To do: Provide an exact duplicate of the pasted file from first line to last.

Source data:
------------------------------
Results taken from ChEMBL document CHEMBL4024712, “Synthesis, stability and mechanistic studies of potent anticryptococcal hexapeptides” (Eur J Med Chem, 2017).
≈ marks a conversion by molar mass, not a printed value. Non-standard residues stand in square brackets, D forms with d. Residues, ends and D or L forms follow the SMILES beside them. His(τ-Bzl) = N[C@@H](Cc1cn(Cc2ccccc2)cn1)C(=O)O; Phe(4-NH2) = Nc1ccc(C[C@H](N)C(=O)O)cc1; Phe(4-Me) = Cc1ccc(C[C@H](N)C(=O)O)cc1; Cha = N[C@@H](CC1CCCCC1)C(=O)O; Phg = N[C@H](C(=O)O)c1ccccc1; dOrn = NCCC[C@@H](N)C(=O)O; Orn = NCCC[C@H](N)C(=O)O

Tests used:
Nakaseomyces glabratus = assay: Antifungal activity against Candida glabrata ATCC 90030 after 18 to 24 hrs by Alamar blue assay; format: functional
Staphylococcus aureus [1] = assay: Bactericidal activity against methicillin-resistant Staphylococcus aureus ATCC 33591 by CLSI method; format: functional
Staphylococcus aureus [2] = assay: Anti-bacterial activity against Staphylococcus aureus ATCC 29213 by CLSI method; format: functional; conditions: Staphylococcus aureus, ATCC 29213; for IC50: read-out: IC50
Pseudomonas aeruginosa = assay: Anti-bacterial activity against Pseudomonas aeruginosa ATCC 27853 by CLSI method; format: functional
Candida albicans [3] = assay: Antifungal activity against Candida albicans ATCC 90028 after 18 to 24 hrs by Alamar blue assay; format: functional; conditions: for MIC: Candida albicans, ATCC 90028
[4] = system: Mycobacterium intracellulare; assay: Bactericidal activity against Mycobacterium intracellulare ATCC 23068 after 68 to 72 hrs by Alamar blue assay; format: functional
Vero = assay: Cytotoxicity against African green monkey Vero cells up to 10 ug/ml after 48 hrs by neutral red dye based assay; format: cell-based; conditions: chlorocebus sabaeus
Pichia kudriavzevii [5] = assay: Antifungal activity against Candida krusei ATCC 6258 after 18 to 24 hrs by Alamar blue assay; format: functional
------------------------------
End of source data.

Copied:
Results taken from ChEMBL document CHEMBL4024712, “Synthesis, stability and mechanistic studies of potent anticryptococcal hexapeptides” (Eur J Med Chem, 2017).
≈ marks a conversion by molar mass, not a printed value. Non-standard residues stand in square brackets, D forms with d. Residues, ends and D or L forms follow the SMILES beside them. His(τ-Bzl) = N[C@@H](Cc1cn(Cc2ccccc2)cn1)C(=O)O; Phe(4-NH2) = Nc1ccc(C[C@H](N)C(=O)O)cc1; Phe(4-Me) = Cc1ccc(C[C@H](N)C(=O)O)cc1; Cha = N[C@@H](CC1CCCCC1)C(=O)O; Phg = N[C@H](C(=O)O)c1ccccc1; dOrn = NCCC[C@@H](N)C(=O)O; Orn = NCCC[C@H](N)C(=O)O

Tests used:
Nakaseomyces glabratus = assay: Antifungal activity against Candida glabrata ATCC 90030 after 18 to 24 hrs by Alamar blue assay; format: functional
Staphylococcus aureus [1] = assay: Bactericidal activity against methicillin-resistant Staphylococcus aureus ATCC 33591 by CLSI method; format: functional
Staphylococcus aureus [2] = assay: Anti-bacterial activity against Staphylococcus aureus ATCC 29213 by CLSI method; format: functional; conditions: Staphylococcus aureus, ATCC 29213; for IC50: read-out: IC50
Pseudomonas aeruginosa = assay: Anti-bacterial activity against Pseudomonas aeruginosa ATCC 27853 by CLSI method; format: functional
Candida albicans [3] = assay: Antifungal activity against Candida albicans ATCC 90028 after 18 to 24 hrs by Alamar blue assay; format: functional; conditions: for MIC: Candida albicans, ATCC 90028
[4] = system: Mycobacterium intracellulare; assay: Bactericidal activity against Mycobacterium intracellulare ATCC 23068 after 68 to 72 hrs by Alamar blue assay; format: functional
Vero = assay: Cytotoxicity against African green monkey Vero cells up to 10 ug/ml after 48 hrs by neutral red dye based assay; format: cell-based; conditions: chlorocebus sabaeus
Pichia kudriavzevii [5] = assay: Antifungal activity against Candida krusei ATCC 6258 after 18 to 24 hrs by Alamar blue assay; format: functional